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# Kolloquium (Oberseminar)

In our Kolloquium on algorithmic mathematics and complexity theory, guests and members of the group present current topics about their research.

If you are interested in (some of) the talks you are welcome to join us. To do so, please write an email to Philipp Reichenbach (reichenbach at tu-berlin.de).

For students: Please note that you cannot earn any ECTS!

## Schedule

Due to the current situation the Kolloquium will be held online. Usually it takes place Wednesday at 3pm sharp.

The schedule will be updated regularly.

The talk by Visu Makam has been rescheduled.

Planned Talks
Speaker
Title
Date
Starts
Jonathan Leake
Log-concavity and Entropy via Polynomial Capacity
07.10.2020
14:00
Peter Bürgisser
Complexity of computing zeros of structured polynomial systems
18.11.2020
15:00
Matthias Christandl
Weighted Slice Rank and a Minimax Correspondence to Strassen's Spectra
02.12.2020
15:00
Mateusz Michalek
Algebraic methods to construct tensors
09.12.2020
15:00
Fulvio Gesmundo
Varieties of sums of powers, Stiefel manifolds and their degrees
16.12.2020
15:00
Visu Makam
Maximum likelihood estimation for tensor normal models
06.01.2021
15:00
Antonio Lerario
What is the degree of a smooth hypersurface?
13.01.2021
15:00
Paul Breiding
Sensitivity of low-rank matrix approximation and recovery
20.01.2021
15:00
tba
tba
27.01.2021
Kathlén Kohn
tba
03.02.2021
15:00
Josué Tonelli-Cueto
tba
10.02.2021
15:00
Harold Nieuwboer
tba
17.02.2021
15:00

## Abstracts

### Log-concavity and Entropy via Polynomial Capacity

Speaker: Jonathan Leake

In this talk, we discuss a number of connections between the notion of polynomial capacity and other topics. In particular, we will discuss connections to the theory of stable and log-concave polynomials, with applications to inequalities and algorithms in combinatorics (matroids, graph matchings, contingency tables, matrix permanent, etc.). We will also discuss connections to maximum entropy distributions, and show how this relates to convex optimization and to the interpretation of capacity as the minimum norm over group orbits. This will be more of a survey-style talk, and will hopefully be accessible to anyone curious about these topics.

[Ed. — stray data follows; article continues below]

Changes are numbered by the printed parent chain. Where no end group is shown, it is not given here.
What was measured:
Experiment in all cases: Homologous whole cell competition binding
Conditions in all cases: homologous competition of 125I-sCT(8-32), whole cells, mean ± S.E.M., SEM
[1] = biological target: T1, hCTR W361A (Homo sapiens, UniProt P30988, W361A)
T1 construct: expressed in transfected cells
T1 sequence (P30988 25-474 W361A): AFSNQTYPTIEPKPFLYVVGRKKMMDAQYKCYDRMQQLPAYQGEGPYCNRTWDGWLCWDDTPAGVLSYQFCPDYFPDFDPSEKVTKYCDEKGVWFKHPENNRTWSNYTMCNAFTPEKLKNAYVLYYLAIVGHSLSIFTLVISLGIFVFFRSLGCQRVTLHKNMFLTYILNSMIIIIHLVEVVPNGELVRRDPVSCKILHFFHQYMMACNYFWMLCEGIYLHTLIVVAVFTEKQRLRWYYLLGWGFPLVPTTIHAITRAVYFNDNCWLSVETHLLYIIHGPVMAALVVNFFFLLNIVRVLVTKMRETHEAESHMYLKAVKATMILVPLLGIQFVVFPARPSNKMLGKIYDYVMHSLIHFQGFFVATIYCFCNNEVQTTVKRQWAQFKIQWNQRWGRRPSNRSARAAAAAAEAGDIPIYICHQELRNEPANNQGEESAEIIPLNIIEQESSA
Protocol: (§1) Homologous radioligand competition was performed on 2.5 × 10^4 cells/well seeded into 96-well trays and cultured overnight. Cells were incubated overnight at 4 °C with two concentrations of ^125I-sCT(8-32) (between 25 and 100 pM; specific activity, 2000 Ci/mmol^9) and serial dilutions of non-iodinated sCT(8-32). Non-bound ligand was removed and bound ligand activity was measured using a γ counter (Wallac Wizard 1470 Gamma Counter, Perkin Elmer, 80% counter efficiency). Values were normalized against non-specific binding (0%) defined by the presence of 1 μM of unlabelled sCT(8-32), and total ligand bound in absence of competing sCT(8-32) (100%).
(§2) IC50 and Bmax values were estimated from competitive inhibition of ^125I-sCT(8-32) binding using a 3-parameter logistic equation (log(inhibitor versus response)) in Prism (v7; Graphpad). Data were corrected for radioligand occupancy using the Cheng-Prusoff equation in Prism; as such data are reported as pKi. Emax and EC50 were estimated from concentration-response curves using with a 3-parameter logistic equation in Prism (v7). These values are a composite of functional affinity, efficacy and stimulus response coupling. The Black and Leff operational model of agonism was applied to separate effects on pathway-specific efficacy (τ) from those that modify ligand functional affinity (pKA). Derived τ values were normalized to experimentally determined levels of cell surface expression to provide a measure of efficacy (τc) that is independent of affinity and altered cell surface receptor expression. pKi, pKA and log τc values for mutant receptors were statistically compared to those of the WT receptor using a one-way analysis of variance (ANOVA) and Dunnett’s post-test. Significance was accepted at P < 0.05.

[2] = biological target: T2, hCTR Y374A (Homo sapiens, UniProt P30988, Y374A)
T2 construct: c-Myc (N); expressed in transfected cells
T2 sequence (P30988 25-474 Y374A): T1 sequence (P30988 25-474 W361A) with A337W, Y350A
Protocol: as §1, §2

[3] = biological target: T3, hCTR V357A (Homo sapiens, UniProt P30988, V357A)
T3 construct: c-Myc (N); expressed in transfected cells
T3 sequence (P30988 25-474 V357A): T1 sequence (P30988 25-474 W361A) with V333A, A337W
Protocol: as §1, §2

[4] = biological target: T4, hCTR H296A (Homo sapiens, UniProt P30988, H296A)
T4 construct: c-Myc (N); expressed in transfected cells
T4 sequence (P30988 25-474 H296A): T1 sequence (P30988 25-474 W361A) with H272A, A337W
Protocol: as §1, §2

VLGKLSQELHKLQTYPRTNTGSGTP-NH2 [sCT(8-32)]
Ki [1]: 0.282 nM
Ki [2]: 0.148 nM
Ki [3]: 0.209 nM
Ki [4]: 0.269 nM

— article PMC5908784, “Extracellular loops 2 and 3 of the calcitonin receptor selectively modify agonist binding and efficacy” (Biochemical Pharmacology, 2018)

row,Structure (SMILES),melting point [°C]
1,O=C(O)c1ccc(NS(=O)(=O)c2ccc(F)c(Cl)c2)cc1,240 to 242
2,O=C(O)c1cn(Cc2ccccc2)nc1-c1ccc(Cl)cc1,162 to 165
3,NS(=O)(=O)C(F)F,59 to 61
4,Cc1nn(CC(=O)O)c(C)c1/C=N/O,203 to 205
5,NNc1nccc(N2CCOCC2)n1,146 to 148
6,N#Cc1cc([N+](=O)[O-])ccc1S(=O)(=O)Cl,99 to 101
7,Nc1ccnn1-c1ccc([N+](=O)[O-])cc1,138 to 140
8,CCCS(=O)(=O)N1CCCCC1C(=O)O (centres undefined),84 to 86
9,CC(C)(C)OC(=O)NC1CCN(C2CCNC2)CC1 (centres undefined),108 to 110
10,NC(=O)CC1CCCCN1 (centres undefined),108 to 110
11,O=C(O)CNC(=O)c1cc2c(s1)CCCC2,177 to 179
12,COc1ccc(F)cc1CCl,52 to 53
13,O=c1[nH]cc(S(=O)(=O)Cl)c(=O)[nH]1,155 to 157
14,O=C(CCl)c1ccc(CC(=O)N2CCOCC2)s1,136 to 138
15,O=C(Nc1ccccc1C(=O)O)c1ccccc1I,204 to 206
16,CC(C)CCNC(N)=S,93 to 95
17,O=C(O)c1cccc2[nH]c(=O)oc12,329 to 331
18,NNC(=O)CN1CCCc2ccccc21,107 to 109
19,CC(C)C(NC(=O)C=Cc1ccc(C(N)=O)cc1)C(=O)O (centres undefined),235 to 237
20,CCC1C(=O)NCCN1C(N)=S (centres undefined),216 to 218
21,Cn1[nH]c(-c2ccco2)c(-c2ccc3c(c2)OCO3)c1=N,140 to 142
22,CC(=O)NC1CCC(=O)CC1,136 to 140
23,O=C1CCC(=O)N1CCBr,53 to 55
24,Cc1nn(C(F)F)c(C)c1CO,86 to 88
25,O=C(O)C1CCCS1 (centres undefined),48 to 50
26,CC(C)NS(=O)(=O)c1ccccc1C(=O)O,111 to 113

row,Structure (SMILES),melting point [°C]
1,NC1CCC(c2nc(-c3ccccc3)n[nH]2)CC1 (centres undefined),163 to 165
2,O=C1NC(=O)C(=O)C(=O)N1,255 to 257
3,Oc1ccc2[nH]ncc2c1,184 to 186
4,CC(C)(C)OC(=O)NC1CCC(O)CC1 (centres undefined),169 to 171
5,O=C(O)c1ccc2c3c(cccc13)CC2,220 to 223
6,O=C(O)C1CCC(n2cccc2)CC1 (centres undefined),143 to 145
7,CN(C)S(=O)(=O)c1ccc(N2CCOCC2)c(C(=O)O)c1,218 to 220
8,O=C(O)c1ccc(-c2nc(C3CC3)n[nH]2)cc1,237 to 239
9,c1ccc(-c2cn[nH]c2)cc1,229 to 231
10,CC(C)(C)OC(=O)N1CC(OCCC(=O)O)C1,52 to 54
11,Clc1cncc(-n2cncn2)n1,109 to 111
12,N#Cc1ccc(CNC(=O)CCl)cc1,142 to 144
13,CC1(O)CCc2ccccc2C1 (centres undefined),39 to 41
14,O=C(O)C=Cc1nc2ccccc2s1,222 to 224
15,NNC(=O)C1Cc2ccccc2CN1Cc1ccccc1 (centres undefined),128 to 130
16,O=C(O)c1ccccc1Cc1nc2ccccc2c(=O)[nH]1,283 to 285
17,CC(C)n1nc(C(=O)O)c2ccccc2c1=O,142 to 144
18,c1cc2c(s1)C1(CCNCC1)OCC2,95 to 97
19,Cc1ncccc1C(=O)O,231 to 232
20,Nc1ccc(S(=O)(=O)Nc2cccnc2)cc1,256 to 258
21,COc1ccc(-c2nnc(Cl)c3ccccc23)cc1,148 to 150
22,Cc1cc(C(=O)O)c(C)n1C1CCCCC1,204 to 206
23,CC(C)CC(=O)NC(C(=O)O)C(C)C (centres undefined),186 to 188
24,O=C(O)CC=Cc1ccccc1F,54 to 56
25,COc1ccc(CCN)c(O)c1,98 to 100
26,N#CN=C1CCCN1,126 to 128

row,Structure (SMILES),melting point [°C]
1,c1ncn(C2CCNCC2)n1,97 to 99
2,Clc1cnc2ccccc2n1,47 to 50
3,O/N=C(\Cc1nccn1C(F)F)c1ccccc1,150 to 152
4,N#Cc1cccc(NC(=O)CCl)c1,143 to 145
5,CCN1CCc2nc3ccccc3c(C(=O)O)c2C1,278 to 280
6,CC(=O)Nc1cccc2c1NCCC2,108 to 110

### Complexity of computing zeros of structured polynomial systems

Speaker: Peter Bürgisser

The abstract can be found in the following pdf-file.

### Weighted Slice Rank and a Minimax Correspondence to Strassen's Spectra

Speaker: Matthias Christandl

Structural and computational understanding of tensors is the driving force behind faster matrix multiplication algorithms, the unraveling of quantum entanglement, and the breakthrough on the cap set problem. Strassen's asymptotic spectra program (SFCS 1986) characterizes optimal matrix multiplication algorithms through monotone functionals. Our work advances and makes novel connections among two recent developments in the study of tensors, namely the slice rank of tensors, a notion of rank for tensors that emerged from the resolution of the cap set problem (Ann.of Math. 2017), and the quantum functionals of tensors (STOC 2018), monotone functionals defined as optimizations over moment polytopes. More precisely, we introduce an extension of slice rank that we call weighted slice rank and we develop a minimax correspondence between the asymptotic weighted slice rank and the quantum functionals. Weighted slice rank encapsulates different notions of bipartiteness of quantum entanglement. The correspondence allows us to give a rank-type characterization of the quantum functionals. Moreover, whereas the original definition of the quantum functionals only works over the complex numbers, this new characterization can be extended to all fields. Thereby, in addition to gaining deeper understanding of Strassen's theory for the complex numbers, we obtain a proposal for quantum functionals over other fields. The finite field case is crucial for combinatorial and algorithmic problems where the field can be optimized over.

### Algebraic methods to construct tensors

Speaker: Mateusz Michalek